Marc J. SwartzMarc J. Swartz

Marc J. Swartz, a leading American anthropologist, died Wednesday, December 14th 2011, at Scripps Memorial Hospital in La Jolla, California. He was 80 years old.

Swartz earned his Ph.D. from Harvard in 1958 where he studied under leading social scientists of the time, including Clyde Kluckhohn and Talcott Parsons. He was a founding member of the Department of Anthropology at the University of California, San Diego, where he served as a member of the faculty for 36 years. During his career, Swartz was a founding member of the Society for Cultural Anthropology, former chairman of the American Society for Political Anthropology, a life member of the American Anthropological Association, a fellow of the Royal Anthropological Institute and a member of the National Geographic Research board of editors.

As a fellow of the Guggenheim and Wenner Gren Foundations and with funding from the National Institute of Mental Health, among others, Swartz spent years conducting field research among indigenous peoples in highland Tanzania, in Kenya and on Romonum, a small island in the Chuuk atoll in the southwestern part of the Pacific Ocean. In each case he was accompanied and assisted by his wife of 58 years, Audrey. Swartz’s insistence upon living among the villagers he studied took them far from the comforts of university life, requiring them to sleep in huts and subsist on food that he hunted or fished with the villagers. The couple always conducted their research in the languages of the peoples they studied.

“In a world of staid professors and dull conversation, it was a novelty and an honor knowing a man who hunted big game in Africa, endured malaria and could discuss politics, philosophy and culture with an unrestrained wit and decisive clarity,” observed Jack Weatherford, a friend and former student.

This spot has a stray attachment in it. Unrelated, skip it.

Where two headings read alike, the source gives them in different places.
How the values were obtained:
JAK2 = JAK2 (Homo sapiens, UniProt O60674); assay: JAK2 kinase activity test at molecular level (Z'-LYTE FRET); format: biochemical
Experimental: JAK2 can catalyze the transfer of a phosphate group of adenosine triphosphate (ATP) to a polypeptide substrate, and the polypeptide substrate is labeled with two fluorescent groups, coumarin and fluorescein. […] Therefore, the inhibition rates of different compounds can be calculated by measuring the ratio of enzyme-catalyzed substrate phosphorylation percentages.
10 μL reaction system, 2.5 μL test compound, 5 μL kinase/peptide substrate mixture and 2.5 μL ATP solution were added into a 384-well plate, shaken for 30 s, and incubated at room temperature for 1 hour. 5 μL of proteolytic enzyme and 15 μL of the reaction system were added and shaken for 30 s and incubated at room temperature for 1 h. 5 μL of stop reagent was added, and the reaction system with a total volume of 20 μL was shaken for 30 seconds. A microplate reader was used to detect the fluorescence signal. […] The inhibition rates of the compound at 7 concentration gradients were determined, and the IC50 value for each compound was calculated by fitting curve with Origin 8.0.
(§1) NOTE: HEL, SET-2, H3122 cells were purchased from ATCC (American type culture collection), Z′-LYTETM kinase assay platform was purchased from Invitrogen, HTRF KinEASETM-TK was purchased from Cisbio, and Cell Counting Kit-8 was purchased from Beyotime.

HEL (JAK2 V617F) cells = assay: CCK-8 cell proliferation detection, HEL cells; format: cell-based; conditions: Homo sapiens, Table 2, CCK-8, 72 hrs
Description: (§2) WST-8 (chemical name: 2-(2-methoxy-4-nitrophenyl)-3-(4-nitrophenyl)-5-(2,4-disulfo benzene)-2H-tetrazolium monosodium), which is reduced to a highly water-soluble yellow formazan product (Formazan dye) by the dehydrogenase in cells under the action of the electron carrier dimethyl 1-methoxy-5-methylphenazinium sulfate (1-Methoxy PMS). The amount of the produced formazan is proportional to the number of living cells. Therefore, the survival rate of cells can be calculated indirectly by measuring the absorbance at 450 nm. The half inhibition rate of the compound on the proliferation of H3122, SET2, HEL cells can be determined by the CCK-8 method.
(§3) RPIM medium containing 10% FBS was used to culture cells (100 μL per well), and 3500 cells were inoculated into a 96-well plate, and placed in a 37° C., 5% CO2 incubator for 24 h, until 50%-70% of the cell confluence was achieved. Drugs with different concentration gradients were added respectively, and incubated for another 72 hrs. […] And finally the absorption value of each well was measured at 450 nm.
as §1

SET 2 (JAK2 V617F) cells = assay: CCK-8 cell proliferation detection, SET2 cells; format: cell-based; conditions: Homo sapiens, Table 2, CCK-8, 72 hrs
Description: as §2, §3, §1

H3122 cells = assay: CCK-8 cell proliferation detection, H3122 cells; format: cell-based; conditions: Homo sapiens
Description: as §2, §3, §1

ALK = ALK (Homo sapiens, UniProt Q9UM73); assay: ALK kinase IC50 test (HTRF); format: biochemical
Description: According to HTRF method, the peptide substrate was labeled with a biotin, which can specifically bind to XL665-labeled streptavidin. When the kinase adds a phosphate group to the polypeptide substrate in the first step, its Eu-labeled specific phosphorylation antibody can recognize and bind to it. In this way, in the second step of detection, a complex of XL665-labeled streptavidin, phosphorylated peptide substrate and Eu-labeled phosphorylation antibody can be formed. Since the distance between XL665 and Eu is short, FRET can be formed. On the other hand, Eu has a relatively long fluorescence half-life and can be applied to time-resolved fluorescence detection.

Swartz dedicated his career to the study of the influence of culture over various aspects of human interaction, including the sources and maintenance of political power, social status, aggression, sexuality and medical beliefs. “He believed that human cultures were defined by common understandings that were shared, transmitted, prescriptive and morally forceful. He disputed the casual use of the word ‘culture’ to refer to artifacts or behaviors. To him, culture was what’s in your head,” said David K. Jordan, UC San Diego professor emeritus of anthropology and a longtime friend and colleague to Swartz. 

In addition to many scholarly papers, he wrote and edited a number of books, including “The Way the World Is,” “Local Level Politics,” “Political Anthropology” (with Victor Turner and Arthur Tuden) and, with David K. Jordan, “Culture, the anthropological perspective,” “Personality and the Cultural Construction of Society” and a textbook, “Anthropology: Perspective on Humanity.” 

Swartz was born October 31st, 1931 in Omaha, Nebraska. He is survived by his wife of 58 years, Audrey; his brother, Steve; his sons William, of San Francisco, Matthew, of McLean, Virginia and Robert, of Arlington, Virginia; and four grandchildren.